The Senate just passed the president's torture bill 65 to 35. Has the Senate just gone loco, repeating history is a bad enough way to learn a lesson but this just crazy. We were found to be in violation of the Geneva Conentions by the Supreme Court. So now we pass a bill that says it OK to be in violation of the GC as long as we do it our way. The president gets to define what's torture, the GC already does this & our guy can't even define the Bill of Rights, hope the next guy can. He also gets to define what an "emeny combatant" is, again the GC already does this but our guy has a problem with this!
The CIA isn't subject to this new law/bill, so now they're above the law? So now we'll break international again spend mucho time & dollars & again ride this bill to the Supreme Court again only to be told we're STILL in violation of the GC. What then, another repeat? This was a strict party line vote, except for Joe Liberation from Conn. The 90 billion that they're about to spend on a fence around Mexico, we ought to put the fence around DC & only allow those with an average intellegence or better in. In this case stupidity should be a criminal offence. Sometimes I just think "where's that guy with the gun when you really need him"!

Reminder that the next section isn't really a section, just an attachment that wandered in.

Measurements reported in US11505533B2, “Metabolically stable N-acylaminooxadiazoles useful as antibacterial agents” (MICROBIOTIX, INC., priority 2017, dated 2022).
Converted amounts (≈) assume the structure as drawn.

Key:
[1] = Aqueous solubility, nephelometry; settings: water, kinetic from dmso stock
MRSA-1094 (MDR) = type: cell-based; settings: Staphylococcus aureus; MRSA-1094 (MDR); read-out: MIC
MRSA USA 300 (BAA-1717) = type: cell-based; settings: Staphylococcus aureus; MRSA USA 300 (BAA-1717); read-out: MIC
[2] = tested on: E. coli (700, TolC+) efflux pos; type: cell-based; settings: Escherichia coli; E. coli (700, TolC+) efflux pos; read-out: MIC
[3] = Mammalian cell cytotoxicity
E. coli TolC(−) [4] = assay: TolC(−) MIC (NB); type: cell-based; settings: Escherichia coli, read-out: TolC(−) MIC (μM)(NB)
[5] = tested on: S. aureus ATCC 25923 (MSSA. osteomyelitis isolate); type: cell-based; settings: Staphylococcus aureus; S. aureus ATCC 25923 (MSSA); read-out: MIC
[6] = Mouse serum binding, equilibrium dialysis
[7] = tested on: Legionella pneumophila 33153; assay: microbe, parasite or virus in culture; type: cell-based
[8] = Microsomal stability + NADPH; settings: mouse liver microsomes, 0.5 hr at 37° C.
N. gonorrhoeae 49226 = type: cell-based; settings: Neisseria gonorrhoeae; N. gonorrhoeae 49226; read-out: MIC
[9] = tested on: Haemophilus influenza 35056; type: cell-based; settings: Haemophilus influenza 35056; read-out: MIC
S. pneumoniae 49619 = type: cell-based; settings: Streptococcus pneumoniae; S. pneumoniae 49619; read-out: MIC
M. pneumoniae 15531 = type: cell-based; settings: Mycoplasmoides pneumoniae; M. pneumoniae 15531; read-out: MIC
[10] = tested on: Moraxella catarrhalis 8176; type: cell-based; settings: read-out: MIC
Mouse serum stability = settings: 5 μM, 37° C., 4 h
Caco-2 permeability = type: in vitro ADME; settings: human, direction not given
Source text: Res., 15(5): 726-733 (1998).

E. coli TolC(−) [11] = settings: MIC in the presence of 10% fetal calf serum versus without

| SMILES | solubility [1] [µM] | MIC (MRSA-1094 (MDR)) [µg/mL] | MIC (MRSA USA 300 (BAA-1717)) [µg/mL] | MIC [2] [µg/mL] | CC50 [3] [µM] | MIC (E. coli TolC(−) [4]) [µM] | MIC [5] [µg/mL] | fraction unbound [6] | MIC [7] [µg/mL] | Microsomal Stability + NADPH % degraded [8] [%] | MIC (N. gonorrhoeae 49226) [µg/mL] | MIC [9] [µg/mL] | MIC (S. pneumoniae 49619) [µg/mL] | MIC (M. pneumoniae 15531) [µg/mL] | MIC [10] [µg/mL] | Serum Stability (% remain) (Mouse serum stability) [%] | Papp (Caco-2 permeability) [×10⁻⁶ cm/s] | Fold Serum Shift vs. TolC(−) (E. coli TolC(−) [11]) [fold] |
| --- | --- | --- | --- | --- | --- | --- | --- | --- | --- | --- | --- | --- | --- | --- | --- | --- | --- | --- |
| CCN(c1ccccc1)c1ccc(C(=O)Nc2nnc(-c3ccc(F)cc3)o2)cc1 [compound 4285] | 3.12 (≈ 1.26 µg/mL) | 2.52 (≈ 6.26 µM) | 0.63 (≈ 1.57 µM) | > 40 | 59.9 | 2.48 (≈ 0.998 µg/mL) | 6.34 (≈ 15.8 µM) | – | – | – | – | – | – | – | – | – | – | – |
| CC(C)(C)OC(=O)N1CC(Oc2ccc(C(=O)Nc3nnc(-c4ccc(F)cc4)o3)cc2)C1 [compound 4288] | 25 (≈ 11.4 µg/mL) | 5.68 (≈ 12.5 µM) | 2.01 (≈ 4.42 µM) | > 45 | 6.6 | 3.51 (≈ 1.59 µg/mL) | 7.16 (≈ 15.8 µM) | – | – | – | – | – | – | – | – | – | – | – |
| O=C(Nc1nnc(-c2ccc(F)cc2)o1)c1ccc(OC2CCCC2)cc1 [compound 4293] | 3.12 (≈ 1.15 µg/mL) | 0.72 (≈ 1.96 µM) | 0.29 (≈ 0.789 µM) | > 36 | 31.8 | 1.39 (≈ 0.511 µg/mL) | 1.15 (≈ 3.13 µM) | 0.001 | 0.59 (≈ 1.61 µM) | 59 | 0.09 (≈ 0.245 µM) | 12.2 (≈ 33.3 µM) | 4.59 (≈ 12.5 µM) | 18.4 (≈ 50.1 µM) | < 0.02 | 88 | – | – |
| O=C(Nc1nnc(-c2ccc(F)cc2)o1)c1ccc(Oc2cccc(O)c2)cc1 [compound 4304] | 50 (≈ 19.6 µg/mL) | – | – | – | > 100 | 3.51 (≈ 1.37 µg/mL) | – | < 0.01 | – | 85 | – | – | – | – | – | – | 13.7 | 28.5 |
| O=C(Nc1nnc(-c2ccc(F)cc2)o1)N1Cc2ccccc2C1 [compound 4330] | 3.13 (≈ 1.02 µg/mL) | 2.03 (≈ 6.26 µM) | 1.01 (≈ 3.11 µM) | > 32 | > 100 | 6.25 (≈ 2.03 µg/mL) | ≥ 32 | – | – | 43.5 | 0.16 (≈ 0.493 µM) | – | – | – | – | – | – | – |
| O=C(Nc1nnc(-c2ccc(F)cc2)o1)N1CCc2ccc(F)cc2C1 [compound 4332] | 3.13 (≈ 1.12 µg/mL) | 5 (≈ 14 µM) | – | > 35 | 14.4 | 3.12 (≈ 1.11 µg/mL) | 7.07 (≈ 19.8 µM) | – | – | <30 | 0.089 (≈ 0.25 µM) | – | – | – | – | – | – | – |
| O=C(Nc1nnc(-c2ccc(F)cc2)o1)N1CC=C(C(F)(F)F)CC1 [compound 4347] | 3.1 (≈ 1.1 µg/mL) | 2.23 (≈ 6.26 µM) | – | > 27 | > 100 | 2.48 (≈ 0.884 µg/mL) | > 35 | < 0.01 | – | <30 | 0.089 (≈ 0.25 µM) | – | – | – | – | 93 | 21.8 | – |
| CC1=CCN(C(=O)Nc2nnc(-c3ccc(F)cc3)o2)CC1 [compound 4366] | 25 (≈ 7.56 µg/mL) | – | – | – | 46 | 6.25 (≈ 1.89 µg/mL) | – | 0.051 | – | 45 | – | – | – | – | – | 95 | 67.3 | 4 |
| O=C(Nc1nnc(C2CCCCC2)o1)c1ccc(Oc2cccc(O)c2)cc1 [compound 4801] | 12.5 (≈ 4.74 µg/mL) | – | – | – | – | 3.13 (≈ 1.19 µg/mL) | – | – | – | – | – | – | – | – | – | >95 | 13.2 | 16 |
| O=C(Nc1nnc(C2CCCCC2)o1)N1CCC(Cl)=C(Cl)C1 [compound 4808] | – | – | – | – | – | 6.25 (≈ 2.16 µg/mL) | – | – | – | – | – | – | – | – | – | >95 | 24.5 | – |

Barry


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Subject: RE: BS: US Wecolmes back legal torture
From: GUEST
Date: 28 Sep 06 - 10:03 PM

Hey Barry,

Don't talk that way about a "man with the gun". With all of the spying that is now legal in the U.S. you may very well disappear one of these days. Am I paranoid? I don't think so. They can check what books you read, who you call, what you have accessed through Google on your computer. Who knows what these people consider as a threat against the president. My guess is that they don't have much of a sense of humor.


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Subject: RE: BS: US Wecolmes back legal torture